Ramblings on the open wire feedline multiband antenna Christopher Scott W4NEQ Bowling Green, KY I use an old favorite multiband antenna on forty and eighty meters - the center-fed inverted V dipole, fed with true open wire feedline -sometimes known as "tuned feeders".
If an electron is all made of one kind of substance, each part should repel the other parts. Perhaps we should say that the electron is just a point and that electrical forces only act between different point charges, so that the electron does not act upon itself.
All we can say is that the question of what holds the electron together has produced many difficulties in the attempts to form a complete theory of electromagnetism.
The question has never been answered. We will entertain ourselves by discussing this subject some more in later chapters. As we have seen, we should expect that it is a combination of electrical forces and quantum-mechanical effects that will determine the detailed structure of materials in bulk, and, therefore, their properties.
Some materials are hard, some are soft. We shall consider later how some of these properties come about, but that is a very complicated subject, so we will begin by looking at the electrical forces only in simple situations.
We begin by treating only the laws of electricity—including magnetism, which is really a part of the same subject. We have said that the electrical force, like a gravitational force, decreases inversely as the square of the distance between charges.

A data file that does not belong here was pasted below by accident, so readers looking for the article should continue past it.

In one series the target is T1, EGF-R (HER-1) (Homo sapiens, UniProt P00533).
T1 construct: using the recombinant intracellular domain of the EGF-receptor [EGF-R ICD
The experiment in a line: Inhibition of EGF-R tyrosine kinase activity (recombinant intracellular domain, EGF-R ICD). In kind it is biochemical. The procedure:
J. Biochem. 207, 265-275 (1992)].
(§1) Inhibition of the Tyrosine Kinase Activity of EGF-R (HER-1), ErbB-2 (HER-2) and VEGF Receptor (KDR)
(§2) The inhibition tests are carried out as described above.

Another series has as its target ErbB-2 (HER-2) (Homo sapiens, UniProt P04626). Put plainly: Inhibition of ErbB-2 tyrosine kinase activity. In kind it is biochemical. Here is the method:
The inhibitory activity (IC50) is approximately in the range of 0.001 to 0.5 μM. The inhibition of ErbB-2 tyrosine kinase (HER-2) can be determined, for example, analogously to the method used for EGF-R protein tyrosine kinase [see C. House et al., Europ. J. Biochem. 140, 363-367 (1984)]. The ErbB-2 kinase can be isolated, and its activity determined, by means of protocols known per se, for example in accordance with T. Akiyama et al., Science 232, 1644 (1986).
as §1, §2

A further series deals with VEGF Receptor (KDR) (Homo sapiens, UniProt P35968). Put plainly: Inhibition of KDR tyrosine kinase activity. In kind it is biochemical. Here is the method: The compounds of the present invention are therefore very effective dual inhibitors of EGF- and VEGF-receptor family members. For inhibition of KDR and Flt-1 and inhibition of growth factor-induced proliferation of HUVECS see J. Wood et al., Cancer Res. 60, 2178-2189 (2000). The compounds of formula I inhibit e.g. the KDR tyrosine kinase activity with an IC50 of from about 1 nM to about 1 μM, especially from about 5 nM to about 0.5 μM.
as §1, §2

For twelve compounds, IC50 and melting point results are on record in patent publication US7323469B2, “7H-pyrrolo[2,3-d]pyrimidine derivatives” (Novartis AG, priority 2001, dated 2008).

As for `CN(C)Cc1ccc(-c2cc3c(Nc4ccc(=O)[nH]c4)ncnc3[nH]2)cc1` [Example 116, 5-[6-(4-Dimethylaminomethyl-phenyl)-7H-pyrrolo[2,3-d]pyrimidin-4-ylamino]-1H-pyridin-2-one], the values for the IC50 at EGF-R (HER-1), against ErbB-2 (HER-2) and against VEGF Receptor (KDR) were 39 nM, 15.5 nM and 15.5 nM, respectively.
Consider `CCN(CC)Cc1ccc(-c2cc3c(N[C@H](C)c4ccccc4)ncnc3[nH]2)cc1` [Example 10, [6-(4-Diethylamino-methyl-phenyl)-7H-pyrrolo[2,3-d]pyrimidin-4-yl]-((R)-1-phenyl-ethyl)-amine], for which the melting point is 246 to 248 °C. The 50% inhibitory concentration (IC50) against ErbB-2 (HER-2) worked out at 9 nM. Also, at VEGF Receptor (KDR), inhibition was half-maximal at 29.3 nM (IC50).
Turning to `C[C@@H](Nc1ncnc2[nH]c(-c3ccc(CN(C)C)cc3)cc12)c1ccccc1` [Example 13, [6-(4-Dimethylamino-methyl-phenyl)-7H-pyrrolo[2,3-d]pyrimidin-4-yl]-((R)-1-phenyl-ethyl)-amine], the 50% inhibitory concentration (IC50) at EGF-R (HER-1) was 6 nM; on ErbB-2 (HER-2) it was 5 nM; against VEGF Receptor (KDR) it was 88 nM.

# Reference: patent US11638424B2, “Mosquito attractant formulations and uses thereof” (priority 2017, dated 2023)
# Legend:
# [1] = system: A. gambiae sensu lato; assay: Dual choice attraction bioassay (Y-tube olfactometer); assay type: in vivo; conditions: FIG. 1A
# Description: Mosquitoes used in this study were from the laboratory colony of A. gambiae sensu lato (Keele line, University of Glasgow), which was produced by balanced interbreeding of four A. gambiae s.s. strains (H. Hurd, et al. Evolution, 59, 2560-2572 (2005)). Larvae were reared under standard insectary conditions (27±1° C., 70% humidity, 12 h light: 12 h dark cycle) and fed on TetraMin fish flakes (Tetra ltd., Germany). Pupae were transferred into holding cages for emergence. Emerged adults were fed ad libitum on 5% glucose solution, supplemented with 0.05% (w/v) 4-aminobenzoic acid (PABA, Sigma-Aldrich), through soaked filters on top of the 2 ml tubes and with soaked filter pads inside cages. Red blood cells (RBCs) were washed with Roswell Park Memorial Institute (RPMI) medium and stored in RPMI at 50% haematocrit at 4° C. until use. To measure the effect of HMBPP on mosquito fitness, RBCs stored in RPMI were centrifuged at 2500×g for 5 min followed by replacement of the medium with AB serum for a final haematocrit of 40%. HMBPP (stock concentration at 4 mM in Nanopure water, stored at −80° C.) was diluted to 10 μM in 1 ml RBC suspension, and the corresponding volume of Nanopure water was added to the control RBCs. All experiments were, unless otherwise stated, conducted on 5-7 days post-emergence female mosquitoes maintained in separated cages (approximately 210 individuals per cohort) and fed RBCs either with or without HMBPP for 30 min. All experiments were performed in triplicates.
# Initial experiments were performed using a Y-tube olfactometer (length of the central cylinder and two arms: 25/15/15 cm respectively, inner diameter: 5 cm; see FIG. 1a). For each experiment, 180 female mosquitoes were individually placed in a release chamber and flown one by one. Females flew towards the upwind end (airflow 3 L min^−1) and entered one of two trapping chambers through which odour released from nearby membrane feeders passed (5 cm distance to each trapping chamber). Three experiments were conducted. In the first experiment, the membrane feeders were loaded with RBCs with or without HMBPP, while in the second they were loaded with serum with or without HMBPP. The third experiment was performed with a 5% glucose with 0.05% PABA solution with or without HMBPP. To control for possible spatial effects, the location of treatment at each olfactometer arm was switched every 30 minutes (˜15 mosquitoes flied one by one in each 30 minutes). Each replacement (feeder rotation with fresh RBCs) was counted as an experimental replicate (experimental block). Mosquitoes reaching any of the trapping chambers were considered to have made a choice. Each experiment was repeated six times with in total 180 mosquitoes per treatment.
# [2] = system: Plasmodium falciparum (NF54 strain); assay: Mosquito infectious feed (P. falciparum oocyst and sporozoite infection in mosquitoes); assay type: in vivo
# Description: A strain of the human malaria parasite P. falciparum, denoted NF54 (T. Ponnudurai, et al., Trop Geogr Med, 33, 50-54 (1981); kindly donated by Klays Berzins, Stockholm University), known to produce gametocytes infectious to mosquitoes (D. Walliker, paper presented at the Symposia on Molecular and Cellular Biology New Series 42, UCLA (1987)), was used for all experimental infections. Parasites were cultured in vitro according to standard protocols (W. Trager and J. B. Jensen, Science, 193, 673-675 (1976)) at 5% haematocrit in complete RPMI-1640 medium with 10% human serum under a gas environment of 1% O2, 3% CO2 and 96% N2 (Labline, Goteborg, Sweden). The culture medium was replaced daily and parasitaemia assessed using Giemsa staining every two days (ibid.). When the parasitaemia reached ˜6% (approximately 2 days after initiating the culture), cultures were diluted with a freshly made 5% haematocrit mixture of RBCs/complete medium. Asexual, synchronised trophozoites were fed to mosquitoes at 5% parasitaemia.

But it is not precisely true when charges are moving—the electrical forces depend also on the motions of the charges in a complicated way. One part of the force between moving charges we call the magnetic force.
It is really one aspect of an electrical effect. We find, from experiment, that the force that acts on a particular charge—no matter how many other charges there are or how they are moving—depends only on the position of that particular charge, on the velocity of the charge, and on the amount of charge.
The important thing is that the electrical forces from all the other charges in the universe can be summarized by giving just these two vectors. Their values will depend on where the charge is, and may change with time. Furthermore, if we replace that charge with another charge, the force on the new charge will be just in proportion to the amount of charge so long as all the rest of the charges in the world do not change their positions or motions.
In real situations, of course, each charge produces forces on all other charges in the neighborhood and may cause these other charges to move, and so in some cases the fields can change if we replace our particular charge by another. We know from Vol. I how to find the motion of a particle if we know the force on it.
One of the most important simplifying principles about the way the fields are produced is this: It holds also for magnetic fields. This principle means that if we know the law for the electric and magnetic fields produced by a single charge moving in an arbitrary way, then all the laws of electrodynamics are complete.
If it had only turned out that the field produced by a single charge was simple, this would be the neatest way to describe the laws of electrodynamics. I and it is, unfortunately, rather complicated. It turns out that the forms in which the laws of electrodynamics are simplest are not what you might expect.